Mexico is a land misunderstood. Most of the impressions given to us are of a wild desert, teeming with poor citizens struggling to find their way across. Or cities besieged by the violence of the brutal cartels. And while these are part of the reality of Mexico, it doesn’t provide a complete picture of our southern neighbor.
My first experience with how varied the country of Mexico is came during high school. I went over to a friends house and he told us his mother had prepared dinner for us. I, along with a separate friend from New York, were expecting to dig into what we thought was Mexican food – tacos, burritos, maybe even some enchiladas.
Much to our surprise, we gathered around the table and I didn’t see anything recognizable. My eyes looked over a vast collection of meat and vegetables, immaculately arranged with an astounding array of colors and smells. When I asked my friend, “Is this like Fajitas?” he smiled (having obviously been asked the question before) and shook his head. He explained that this was native food from the Yucatan to which I replied “Where is that?”
And so my education began.
Years later, I traveled to the Yucatan for the first time. What I arrived to was not desert, but lush jungles and the light blue Caribbean Ocean. And in-between were large, bustling cities and small rural towns built outside of the the awe-inspiring ruins of the ancient Mayan empire. It’s descendants still present and influential, despite the perpetual myth that they are a people who simply disappeared.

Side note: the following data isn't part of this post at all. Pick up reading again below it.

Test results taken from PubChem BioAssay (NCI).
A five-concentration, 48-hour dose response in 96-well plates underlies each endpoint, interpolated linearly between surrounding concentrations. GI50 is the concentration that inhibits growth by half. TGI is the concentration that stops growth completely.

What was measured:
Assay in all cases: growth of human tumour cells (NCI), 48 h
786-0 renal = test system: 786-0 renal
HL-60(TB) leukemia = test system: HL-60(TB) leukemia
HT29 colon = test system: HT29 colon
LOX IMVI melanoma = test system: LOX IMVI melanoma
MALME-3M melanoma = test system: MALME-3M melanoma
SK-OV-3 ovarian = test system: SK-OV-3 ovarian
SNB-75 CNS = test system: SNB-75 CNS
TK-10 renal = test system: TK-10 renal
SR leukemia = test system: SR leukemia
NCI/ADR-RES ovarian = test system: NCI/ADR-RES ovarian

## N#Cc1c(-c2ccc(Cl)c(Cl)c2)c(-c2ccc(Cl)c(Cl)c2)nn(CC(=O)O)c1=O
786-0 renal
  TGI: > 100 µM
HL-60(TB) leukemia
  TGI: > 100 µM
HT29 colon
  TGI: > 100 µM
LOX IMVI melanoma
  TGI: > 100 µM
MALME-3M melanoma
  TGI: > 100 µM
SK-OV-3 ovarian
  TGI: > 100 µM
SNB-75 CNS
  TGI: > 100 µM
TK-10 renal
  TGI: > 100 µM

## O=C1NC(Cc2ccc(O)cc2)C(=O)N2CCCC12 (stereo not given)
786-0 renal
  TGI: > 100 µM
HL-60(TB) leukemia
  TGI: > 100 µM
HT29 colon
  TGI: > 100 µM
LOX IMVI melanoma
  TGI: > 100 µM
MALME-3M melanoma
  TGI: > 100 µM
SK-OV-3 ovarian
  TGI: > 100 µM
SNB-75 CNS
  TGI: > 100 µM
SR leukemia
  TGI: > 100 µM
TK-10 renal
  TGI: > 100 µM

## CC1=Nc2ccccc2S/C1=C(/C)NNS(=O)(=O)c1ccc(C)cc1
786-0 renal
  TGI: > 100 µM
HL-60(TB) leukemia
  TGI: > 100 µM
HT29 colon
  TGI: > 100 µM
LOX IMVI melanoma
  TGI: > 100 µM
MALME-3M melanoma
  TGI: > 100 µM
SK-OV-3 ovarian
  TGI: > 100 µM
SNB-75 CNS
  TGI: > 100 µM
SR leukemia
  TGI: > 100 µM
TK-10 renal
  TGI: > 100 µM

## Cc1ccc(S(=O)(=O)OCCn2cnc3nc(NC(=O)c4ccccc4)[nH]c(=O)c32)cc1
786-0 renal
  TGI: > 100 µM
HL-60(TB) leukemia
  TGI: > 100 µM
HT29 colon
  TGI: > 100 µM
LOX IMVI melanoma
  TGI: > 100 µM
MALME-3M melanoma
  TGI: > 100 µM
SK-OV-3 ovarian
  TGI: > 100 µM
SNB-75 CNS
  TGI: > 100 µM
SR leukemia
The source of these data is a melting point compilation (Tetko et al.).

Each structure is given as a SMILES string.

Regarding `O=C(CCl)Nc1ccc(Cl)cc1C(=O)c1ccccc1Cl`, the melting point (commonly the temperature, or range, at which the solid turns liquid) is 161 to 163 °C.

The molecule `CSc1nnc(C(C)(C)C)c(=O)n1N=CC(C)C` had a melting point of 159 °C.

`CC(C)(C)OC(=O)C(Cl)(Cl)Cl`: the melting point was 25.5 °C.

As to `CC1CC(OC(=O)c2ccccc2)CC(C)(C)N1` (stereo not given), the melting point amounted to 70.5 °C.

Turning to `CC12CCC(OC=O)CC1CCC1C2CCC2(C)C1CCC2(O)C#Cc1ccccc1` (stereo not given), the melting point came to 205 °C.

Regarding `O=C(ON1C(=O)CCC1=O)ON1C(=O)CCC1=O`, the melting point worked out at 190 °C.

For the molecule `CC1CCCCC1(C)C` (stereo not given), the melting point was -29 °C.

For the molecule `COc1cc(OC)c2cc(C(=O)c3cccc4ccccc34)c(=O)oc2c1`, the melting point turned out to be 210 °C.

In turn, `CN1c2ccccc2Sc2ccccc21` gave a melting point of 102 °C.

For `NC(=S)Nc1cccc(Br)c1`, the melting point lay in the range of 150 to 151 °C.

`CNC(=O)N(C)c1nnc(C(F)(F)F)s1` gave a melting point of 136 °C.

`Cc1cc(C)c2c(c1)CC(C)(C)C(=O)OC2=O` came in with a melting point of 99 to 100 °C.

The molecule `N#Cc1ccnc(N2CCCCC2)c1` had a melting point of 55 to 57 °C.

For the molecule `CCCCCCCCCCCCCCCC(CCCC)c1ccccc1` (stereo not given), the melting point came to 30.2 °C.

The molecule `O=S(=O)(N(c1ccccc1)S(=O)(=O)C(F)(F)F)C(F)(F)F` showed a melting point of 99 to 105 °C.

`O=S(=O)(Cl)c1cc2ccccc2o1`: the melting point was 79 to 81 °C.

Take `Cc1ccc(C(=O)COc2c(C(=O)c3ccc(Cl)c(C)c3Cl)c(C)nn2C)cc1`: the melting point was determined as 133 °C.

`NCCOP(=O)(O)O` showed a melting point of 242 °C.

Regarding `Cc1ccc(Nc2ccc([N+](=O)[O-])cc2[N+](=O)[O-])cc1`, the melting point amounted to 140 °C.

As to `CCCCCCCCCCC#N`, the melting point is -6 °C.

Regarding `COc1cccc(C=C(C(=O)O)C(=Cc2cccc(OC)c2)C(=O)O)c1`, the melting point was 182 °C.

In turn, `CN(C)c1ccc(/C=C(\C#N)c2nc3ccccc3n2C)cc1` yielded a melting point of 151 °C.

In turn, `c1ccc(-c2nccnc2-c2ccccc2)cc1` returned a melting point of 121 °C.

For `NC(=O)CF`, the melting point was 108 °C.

I returned to Mexico just recently to the metropolis of Mèrida. A large city that reflects both the modern era and the colonial age from before. And I learned that like so many other cities, it was home to a diverse range of residents. Like a New York, it’s inhabitants journeyed from Syria, Lebanon, Korea and Japan in search of better opportunities.
Much like the United States, it’s a land forged through conquest. The conquistadors subjugated the indigenous population and brought with them slaves. These practices eventually influenced the activities in the north and even some of the terms we use to classify race such as the phrase “mulatto”.
But one of my favorite encounters while visiting Mèrida, was seeing man walking the beachside of Progreso. Carrying a backpack and pink ukulele, he was trailed by a fluffy dog that obviously once lived on the street. His ethnicity uncertain, but undoubtedly rich with diversity.
Every few feet the dog would stop, walk over to a vendor, and beg for a little extra food. The man would turn around and call the dog over. To which it listened about half of the time.
Eventually, he decided to pick the dog up and carry it over his shoulder. You could tell this canine companion was a big part of his family.⠀
He personified the uniqueness of Mexico but also humanity. That we all share the same need to love and bond with the life around us.⠀